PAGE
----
Called the good luck girls by those in charge, the young women who reside in a particular welcome house in Arketta were sold as children and branded with cursed markings. Five girls risk everything when one of them commits a crime. They are determined to finally have their freedom, in a world that wants to keep them under lock and key.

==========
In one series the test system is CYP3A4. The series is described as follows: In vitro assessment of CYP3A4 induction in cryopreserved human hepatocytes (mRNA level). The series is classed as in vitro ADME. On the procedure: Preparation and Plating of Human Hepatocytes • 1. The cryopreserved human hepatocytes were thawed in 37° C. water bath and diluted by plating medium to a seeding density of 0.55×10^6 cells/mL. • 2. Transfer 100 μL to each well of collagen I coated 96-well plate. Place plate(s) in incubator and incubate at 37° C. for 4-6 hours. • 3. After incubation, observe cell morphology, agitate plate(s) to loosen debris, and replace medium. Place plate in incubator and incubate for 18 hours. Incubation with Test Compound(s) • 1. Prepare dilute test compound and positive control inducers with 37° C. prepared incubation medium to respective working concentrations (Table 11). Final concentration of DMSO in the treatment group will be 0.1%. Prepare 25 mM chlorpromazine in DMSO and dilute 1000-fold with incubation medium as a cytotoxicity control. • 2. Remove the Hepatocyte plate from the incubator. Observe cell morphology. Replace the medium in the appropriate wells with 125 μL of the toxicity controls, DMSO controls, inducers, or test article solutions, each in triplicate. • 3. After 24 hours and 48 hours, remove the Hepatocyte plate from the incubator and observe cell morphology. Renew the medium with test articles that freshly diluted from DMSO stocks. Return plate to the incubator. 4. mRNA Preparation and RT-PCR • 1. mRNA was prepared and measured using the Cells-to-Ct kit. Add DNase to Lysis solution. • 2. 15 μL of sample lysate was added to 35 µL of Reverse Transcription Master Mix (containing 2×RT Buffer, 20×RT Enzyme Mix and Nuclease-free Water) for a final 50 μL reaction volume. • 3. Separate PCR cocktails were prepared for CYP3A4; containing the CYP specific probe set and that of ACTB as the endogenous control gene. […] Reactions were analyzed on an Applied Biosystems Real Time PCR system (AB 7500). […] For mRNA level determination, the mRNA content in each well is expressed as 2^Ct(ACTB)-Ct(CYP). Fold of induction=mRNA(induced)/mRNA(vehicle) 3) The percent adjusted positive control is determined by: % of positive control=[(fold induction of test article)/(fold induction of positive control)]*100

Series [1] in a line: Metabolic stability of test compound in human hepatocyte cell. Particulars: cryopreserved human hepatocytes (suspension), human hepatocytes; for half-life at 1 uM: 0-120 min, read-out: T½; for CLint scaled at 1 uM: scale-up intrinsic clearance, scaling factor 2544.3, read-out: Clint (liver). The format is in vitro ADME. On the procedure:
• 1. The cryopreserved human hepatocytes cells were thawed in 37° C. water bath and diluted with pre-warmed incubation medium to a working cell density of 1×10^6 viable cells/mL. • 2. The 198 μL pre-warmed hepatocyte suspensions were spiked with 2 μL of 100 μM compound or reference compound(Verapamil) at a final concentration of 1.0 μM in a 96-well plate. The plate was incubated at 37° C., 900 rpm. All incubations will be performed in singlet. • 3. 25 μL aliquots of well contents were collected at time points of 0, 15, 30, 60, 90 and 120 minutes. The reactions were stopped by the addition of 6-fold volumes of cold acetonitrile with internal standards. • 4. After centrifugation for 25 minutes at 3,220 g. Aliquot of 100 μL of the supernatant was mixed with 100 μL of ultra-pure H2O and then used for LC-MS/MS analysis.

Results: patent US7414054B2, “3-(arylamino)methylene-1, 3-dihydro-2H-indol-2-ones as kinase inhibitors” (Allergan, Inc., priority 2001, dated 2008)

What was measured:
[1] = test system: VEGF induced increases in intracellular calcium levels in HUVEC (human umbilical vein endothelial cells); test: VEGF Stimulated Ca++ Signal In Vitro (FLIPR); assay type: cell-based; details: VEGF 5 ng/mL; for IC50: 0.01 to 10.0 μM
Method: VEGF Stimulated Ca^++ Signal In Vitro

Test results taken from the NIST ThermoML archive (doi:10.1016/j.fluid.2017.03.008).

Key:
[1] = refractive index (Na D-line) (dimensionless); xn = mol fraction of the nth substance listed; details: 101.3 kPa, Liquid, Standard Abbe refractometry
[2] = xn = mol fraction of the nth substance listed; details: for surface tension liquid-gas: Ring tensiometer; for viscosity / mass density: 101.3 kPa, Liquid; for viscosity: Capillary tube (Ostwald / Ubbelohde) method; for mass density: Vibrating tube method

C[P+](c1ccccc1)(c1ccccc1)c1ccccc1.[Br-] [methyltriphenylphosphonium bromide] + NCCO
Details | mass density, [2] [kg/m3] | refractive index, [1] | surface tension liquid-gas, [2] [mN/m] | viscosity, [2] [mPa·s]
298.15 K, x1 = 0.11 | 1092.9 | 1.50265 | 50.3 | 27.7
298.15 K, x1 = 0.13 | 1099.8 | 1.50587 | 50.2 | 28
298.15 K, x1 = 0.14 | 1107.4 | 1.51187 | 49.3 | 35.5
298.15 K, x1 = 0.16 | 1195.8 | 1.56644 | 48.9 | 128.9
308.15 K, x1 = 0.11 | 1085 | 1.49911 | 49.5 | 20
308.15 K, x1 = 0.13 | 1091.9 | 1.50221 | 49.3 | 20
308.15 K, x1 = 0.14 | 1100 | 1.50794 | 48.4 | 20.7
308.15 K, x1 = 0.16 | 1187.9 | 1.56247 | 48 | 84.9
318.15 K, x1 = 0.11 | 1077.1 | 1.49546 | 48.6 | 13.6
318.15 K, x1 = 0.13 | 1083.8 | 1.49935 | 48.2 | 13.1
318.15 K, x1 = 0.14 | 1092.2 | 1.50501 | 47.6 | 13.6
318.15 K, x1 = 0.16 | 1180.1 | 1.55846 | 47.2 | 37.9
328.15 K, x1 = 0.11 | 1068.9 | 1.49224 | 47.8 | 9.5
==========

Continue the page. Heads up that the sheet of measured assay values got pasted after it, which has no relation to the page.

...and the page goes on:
The daybreak girls become sundown ones when they turn sixteen, adult in the eye of their oppressors. Clementine is the main character, supported by her fellow good luck girls, including her sister Aster, as well as Violet, Mallow, and Tansy. Good Luck Girls is another dystopian novel where young women are subservient to the needs of men and are wildly oppressed. Tattooed with the type of marking that cannot be covered up, this branding reinforces to the young women and the world that they are property. Although I did like the fact that the young women learn how to stand up for themselves, I was not a fan of the premise. I like a YA novel with a strong female character, but she has to have a story behind her that makes sense. For these reasons, I would be hesitant to recommend The Good Luck Girls to other readers.